Our colleagues in the K8S team launched the OVH Managed Kubernetes solution last week, in which they manage the Kubernetes master components and spawn your nodes on top of our Public Cloud solution. I will not describe the details of how it works here, but there are already many blog posts about it (here and here, to get you started). In the Prescience team, we have used Kubernetes for more than a year now. Our cluster includes 40 nodes, running on top of PCI. We continuously run about 800 pods, and generate a lot of metrics as a result. Today, we’ll look at how (...)
At the OVH Observability (formerly Metrics) team, we collect, process and analyse most of OVH’s monitoring data. It represents about 500M unique metrics, pushing data points at a steady rate of 5M per second. This data can be classified in two ways: host or application monitoring. Host monitoring is mostly based on hardware counters (CPU, memory, network, disk…) while application monitoring is based on the service and its scalability (requests, processing, business logic…). We provide this service for internal teams, who enjoy the same experience as our customers. Basically, our Observability service is SaaS with a compatibility layer (supporting InfluxDB, (...)
At the Metrics team we have been working on time series for several years. From our experience the data analytics capabilities of a Time Series Database (TSDB) platform is a key factor to create value from your metrics. And these analytics capabilities are mostly defined by the query languages they support. TSL stands for Time Series Language. In a few words, TSL is an abstracted way, under the form of an HTTP proxy, to generate queries for different TSDB backends. Currently it supports Warp 10's WarpScript and Prometheus' PromQL query languages but we aim to extend the support to other major TSDB. (...)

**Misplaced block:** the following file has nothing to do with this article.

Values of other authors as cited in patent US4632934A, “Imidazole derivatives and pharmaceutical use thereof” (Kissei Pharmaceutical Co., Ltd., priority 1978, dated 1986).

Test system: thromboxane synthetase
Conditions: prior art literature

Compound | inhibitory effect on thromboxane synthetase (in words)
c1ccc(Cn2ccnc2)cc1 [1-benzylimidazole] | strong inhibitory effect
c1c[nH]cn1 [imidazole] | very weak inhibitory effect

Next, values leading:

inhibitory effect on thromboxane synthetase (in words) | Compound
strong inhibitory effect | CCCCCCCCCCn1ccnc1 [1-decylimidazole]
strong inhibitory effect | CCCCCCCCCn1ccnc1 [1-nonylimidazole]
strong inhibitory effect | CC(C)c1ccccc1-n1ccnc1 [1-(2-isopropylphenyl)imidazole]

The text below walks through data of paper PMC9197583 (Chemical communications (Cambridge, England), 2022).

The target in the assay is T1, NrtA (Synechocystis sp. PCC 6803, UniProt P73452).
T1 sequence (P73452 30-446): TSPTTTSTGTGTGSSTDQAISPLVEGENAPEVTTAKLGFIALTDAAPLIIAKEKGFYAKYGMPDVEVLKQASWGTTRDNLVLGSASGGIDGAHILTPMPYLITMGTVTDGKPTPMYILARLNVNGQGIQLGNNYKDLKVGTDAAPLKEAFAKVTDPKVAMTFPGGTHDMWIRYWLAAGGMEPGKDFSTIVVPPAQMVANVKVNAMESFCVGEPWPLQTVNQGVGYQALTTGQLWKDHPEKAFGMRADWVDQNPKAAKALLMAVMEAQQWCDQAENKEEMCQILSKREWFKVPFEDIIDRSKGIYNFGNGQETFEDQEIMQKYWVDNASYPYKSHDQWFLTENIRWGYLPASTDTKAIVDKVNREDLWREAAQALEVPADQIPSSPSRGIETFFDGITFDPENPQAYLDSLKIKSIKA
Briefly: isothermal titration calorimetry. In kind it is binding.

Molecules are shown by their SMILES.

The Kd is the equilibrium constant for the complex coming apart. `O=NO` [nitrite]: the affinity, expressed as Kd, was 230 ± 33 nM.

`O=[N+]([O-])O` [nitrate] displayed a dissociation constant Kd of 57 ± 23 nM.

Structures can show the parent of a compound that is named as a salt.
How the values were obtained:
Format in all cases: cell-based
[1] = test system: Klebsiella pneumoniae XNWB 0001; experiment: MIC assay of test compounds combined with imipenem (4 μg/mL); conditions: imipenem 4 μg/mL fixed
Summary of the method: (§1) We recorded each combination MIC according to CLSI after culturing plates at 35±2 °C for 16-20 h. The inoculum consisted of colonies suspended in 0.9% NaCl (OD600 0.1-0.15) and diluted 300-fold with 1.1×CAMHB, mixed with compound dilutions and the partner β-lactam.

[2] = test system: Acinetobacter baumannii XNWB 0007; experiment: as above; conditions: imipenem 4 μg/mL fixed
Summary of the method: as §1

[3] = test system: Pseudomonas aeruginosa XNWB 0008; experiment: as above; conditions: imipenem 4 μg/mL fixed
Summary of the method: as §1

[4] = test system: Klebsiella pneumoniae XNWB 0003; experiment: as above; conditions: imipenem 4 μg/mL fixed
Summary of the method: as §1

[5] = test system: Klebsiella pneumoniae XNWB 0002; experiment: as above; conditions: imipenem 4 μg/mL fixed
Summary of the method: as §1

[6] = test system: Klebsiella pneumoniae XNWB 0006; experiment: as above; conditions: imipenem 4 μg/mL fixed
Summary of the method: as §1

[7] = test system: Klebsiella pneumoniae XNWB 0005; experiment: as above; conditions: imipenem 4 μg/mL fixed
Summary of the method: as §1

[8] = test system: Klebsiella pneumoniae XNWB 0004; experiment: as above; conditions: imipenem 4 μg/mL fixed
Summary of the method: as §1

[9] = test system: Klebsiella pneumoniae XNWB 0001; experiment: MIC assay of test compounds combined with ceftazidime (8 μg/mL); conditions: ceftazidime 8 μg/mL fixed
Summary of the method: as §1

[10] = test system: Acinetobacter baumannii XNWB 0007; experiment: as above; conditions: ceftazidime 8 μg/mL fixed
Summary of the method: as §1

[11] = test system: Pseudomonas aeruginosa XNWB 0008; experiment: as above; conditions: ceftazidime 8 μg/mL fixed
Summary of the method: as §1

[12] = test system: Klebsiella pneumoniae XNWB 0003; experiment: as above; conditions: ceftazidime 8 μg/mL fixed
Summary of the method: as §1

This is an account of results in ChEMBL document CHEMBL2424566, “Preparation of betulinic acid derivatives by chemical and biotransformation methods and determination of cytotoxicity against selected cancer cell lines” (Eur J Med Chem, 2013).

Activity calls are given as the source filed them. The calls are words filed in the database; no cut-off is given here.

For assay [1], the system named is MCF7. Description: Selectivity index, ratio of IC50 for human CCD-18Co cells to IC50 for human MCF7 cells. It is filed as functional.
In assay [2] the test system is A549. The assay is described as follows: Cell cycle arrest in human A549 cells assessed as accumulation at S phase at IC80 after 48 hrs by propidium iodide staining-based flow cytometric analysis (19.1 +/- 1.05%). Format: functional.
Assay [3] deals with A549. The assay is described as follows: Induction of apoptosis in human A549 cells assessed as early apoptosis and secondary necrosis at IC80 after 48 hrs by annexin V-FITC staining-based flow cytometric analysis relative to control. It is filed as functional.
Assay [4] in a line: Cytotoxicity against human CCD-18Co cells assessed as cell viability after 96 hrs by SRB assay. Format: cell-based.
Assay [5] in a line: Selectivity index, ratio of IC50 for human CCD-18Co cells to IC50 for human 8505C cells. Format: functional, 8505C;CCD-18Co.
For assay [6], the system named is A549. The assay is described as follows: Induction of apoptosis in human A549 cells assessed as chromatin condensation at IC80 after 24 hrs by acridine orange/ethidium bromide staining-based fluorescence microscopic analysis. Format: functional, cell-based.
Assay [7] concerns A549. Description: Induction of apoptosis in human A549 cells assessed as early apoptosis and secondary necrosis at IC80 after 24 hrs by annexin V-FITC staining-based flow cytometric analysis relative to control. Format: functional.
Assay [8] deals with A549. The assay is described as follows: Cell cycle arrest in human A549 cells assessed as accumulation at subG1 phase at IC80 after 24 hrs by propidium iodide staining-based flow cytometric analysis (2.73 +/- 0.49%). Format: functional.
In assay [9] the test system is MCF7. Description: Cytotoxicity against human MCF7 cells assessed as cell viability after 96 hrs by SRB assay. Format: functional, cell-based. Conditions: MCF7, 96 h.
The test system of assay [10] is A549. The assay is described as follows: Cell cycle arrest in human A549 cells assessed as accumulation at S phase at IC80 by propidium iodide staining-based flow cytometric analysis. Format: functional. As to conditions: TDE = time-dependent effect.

OVH relies extensively on metrics to effectively monitor its entire stack. Whenever they are low-level or business centric, they allow teams to gain insight into how our services are operating on a daily basis. The need to store millions of datapoints per second has produced the need to create a dedicated team to build a operate a product to handle that load: Metrics Data Platform. By relying on Apache Hbase, Apache Kafka and Warp 10, we succeeded in creating a fully distributed platform that is handling all our metrics... and yours! After building the platform to deal with all those metrics, our next challenge was to build one of the most needed feature for Metrics: Alerting.
C’est la rentrée de l’émission « Tech a Break ». Pour ce numéro notre présentateur Rémy Vandepoel reçoit Steven Le Roux, Directeur Technique chez OVH, en charge des solutions Data Platforms. A travers des démos et des cas d’usage, Steven nous explique comment utiliser les services Logs et Metrics pour faire de l’Observability, autrement dit comment structurer ses données pour pouvoir être proactif et anticiper. Au sommaire : 0:32 / Observability le concept 1:16 / Logs 3:18 / Démos Dashboards 4:12 / Metrics 5:40 / Démo PAD 7:30 / Cas clients 9:08 / Next features